Hepatitis G is transmitted by blood-borne routes and was just discovered in 1995. Risk groups include intravenous drug users, hemodialysis patients, and transfusion recipients. Acute infection is diagnosed by antibody tests or by molecular techniques like PCR that detect the presence of RNA from the virus.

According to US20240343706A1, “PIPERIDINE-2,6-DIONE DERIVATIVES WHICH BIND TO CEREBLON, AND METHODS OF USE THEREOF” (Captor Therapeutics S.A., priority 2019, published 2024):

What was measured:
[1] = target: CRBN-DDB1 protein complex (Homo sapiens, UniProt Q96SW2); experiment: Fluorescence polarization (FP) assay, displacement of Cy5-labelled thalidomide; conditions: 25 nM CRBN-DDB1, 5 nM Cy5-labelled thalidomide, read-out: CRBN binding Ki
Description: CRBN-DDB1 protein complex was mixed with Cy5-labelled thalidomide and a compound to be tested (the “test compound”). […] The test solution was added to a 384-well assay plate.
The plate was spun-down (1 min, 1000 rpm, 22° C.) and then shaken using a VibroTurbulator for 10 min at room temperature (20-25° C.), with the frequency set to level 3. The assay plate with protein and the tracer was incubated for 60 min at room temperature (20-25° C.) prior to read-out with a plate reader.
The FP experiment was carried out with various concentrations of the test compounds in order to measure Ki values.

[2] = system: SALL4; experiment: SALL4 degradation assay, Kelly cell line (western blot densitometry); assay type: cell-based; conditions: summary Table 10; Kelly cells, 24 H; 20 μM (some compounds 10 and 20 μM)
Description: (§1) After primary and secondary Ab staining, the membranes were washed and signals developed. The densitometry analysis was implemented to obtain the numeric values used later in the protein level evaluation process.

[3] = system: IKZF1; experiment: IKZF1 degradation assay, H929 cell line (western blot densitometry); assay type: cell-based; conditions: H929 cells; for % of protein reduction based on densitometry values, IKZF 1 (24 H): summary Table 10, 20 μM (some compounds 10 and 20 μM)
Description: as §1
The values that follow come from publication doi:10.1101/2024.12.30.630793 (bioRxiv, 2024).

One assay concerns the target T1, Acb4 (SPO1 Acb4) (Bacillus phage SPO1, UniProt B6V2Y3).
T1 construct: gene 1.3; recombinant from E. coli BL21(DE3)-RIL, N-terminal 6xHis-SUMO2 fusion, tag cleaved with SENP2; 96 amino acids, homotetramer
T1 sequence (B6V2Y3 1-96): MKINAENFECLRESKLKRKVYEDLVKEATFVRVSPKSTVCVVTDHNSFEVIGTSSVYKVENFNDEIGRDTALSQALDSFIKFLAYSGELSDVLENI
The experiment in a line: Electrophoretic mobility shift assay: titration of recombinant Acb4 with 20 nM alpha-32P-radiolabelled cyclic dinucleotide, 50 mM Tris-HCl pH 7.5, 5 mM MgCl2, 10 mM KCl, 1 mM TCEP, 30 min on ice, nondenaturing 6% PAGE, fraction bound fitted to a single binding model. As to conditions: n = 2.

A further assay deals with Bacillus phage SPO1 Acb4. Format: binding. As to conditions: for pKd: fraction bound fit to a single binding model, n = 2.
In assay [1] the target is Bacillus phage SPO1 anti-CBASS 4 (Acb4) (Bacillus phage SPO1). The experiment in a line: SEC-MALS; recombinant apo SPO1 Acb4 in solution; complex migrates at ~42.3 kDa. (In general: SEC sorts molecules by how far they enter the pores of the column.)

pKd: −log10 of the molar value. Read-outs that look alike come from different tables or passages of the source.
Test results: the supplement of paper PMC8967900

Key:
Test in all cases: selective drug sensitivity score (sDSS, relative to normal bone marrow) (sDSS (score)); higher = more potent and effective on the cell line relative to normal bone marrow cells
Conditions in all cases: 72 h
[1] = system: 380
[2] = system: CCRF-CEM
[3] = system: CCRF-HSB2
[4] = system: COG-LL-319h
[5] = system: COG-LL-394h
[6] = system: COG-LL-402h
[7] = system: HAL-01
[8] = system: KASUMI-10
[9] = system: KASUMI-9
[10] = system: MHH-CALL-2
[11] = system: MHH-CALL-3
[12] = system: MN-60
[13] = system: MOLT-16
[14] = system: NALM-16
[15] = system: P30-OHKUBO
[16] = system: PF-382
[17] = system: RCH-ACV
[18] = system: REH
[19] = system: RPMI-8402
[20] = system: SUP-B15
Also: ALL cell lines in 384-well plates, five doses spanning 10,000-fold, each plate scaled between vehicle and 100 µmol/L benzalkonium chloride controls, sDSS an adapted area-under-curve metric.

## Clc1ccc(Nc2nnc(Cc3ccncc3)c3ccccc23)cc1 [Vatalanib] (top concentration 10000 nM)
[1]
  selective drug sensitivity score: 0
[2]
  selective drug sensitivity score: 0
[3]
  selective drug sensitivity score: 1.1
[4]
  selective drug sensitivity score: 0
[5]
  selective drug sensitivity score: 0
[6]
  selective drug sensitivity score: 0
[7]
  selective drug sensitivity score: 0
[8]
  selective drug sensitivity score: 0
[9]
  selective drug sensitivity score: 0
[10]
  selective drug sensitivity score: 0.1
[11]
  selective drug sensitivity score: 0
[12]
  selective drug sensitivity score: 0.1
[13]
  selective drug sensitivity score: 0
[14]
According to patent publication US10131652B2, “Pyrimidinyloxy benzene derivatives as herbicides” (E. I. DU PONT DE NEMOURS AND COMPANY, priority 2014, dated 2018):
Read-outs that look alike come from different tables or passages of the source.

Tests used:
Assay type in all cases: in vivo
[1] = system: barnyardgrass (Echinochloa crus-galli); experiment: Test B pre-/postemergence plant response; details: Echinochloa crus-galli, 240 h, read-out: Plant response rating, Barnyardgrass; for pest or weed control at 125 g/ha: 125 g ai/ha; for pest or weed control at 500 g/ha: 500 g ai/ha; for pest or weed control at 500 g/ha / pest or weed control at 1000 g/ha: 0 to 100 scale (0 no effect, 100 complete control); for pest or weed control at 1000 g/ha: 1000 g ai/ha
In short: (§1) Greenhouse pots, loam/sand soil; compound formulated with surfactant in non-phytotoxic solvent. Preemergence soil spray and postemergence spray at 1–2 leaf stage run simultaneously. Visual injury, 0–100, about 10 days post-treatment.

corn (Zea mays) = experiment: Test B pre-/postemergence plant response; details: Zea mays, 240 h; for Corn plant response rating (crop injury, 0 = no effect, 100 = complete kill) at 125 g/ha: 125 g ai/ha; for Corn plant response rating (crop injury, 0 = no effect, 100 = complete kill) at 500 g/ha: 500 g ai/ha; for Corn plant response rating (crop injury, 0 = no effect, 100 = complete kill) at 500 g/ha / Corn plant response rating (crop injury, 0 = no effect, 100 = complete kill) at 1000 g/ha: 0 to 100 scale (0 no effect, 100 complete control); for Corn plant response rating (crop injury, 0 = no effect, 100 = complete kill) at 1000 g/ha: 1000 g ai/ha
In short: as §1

People can remain infected for many years. The first major study of virus has reported that those infected by means other than blood transfusions did not develop chronic liver disease. Because it was only identified recently, it isn't clear at this time how widespread hepatitis G is and what its precise effects are on infected patients.